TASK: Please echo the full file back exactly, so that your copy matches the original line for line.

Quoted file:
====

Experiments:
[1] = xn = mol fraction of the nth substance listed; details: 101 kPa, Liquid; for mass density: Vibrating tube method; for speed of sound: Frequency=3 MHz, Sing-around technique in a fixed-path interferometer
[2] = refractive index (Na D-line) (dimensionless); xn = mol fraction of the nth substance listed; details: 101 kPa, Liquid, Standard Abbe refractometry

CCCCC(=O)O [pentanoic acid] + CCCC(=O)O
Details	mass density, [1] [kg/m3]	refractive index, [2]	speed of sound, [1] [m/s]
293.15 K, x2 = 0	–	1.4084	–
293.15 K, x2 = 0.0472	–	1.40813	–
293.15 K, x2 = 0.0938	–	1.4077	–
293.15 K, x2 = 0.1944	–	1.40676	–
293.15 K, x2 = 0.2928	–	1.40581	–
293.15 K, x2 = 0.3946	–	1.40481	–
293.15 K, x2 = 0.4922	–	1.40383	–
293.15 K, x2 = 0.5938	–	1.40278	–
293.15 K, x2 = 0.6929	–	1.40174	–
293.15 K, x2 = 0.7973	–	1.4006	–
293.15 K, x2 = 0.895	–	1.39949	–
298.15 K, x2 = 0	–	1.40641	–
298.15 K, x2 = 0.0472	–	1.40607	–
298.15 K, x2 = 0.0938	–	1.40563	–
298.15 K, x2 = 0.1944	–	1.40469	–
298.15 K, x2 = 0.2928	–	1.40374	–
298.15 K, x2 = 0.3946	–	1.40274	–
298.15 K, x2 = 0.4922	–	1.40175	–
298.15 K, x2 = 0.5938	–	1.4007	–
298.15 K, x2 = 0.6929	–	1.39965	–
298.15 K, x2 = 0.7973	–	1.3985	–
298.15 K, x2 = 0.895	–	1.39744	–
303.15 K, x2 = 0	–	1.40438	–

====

Experiments:
[1] = xn = mol fraction of the nth substance listed; details: 101 kPa, Liquid; for mass density: Vibrating tube method; for speed of sound: Frequency=3 MHz, Sing-around technique in a fixed-path interferometer
[2] = refractive index (Na D-line) (dimensionless); xn = mol fraction of the nth substance listed; details: 101 kPa, Liquid, Standard Abbe refractometry

CCCCC(=O)O [pentanoic acid] + CCCC(=O)O
Details	mass density, [1] [kg/m3]	refractive index, [2]	speed of sound, [1] [m/s]
293.15 K, x2 = 0	–	1.4084	–
293.15 K, x2 = 0.0472	–	1.40813	–
293.15 K, x2 = 0.0938	–	1.4077	–
293.15 K, x2 = 0.1944	–	1.40676	–
293.15 K, x2 = 0.2928	–	1.40581	–
293.15 K, x2 = 0.3946	–	1.40481	–
293.15 K, x2 = 0.4922	–	1.40383	–
293.15 K, x2 = 0.5938	–	1.40278	–
293.15 K, x2 = 0.6929	–	1.40174	–
293.15 K, x2 = 0.7973	–	1.4006	–
293.15 K, x2 = 0.895	–	1.39949	–
298.15 K, x2 = 0	–	1.40641	–
298.15 K, x2 = 0.0472	–	1.40607	–
298.15 K, x2 = 0.0938	–	1.40563	–
298.15 K, x2 = 0.1944	–	1.40469	–
298.15 K, x2 = 0.2928	–	1.40374	–
298.15 K, x2 = 0.3946	–	1.40274	–
298.15 K, x2 = 0.4922	–	1.40175	–
298.15 K, x2 = 0.5938	–	1.4007	–
298.15 K, x2 = 0.6929	–	1.39965	–
298.15 K, x2 = 0.7973	–	1.3985	–
298.15 K, x2 = 0.895	–	1.39744	–
303.15 K, x2 = 0	–	1.40438	–